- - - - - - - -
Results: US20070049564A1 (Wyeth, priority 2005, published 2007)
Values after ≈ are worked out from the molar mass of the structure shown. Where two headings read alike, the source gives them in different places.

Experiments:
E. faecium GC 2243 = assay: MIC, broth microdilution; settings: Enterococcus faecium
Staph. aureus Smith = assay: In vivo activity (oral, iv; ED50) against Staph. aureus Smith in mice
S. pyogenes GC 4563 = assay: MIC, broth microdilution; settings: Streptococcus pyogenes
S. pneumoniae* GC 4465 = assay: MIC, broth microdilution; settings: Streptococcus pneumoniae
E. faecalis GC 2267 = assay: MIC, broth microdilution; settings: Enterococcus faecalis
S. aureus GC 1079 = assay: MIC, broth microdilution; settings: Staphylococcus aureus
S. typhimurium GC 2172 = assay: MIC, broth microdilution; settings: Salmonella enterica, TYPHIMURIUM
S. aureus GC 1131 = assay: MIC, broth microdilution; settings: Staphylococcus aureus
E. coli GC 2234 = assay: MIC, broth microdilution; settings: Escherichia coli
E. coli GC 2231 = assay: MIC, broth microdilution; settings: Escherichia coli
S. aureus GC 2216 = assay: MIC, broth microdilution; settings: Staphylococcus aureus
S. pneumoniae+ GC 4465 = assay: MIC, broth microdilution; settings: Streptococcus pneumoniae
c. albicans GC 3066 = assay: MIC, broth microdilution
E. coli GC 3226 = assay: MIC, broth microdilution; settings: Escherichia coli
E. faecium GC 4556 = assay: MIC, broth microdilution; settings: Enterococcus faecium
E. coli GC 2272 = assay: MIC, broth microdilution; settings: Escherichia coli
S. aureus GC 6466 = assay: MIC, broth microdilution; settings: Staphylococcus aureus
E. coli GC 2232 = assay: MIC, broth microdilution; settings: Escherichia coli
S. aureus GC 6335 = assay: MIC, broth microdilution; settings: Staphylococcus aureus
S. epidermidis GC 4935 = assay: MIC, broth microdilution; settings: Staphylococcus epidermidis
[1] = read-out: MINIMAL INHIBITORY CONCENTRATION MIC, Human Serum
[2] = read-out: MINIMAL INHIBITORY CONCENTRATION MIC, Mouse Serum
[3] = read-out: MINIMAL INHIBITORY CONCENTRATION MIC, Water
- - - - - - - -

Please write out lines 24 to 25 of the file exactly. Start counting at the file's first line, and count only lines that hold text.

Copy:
[1] = read-out: MINIMAL INHIBITORY CONCENTRATION MIC, Human Serum
[2] = read-out: MINIMAL INHIBITORY CONCENTRATION MIC, Mouse Serum